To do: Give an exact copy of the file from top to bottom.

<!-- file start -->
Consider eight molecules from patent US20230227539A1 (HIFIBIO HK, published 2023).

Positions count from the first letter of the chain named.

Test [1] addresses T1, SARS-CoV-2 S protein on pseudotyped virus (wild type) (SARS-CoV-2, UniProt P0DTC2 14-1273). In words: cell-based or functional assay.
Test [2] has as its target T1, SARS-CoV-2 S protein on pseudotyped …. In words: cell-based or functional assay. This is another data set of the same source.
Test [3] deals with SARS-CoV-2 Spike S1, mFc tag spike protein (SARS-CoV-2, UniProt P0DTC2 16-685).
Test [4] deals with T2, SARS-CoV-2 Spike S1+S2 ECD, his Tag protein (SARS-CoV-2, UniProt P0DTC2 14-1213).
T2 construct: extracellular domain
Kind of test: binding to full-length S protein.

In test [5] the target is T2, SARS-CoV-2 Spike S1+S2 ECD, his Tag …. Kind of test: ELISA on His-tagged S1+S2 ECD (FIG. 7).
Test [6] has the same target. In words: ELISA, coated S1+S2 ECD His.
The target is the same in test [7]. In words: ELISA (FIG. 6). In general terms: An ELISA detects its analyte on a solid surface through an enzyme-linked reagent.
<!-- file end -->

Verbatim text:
Consider eight molecules from patent US20230227539A1 (HIFIBIO HK, published 2023).

Positions count from the first letter of the chain named.

Test [1] addresses T1, SARS-CoV-2 S protein on pseudotyped virus (wild type) (SARS-CoV-2, UniProt P0DTC2 14-1273). In words: cell-based or functional assay.
Test [2] has as its target T1, SARS-CoV-2 S protein on pseudotyped …. In words: cell-based or functional assay. This is another data set of the same source.
Test [3] deals with SARS-CoV-2 Spike S1, mFc tag spike protein (SARS-CoV-2, UniProt P0DTC2 16-685).
Test [4] deals with T2, SARS-CoV-2 Spike S1+S2 ECD, his Tag protein (SARS-CoV-2, UniProt P0DTC2 14-1213).
T2 construct: extracellular domain
Kind of test: binding to full-length S protein.

In test [5] the target is T2, SARS-CoV-2 Spike S1+S2 ECD, his Tag …. Kind of test: ELISA on His-tagged S1+S2 ECD (FIG. 7).
Test [6] has the same target. In words: ELISA, coated S1+S2 ECD His.
The target is the same in test [7]. In words: ELISA (FIG. 6). In general terms: An ELISA detects its analyte on a solid surface through an enzyme-linked reagent.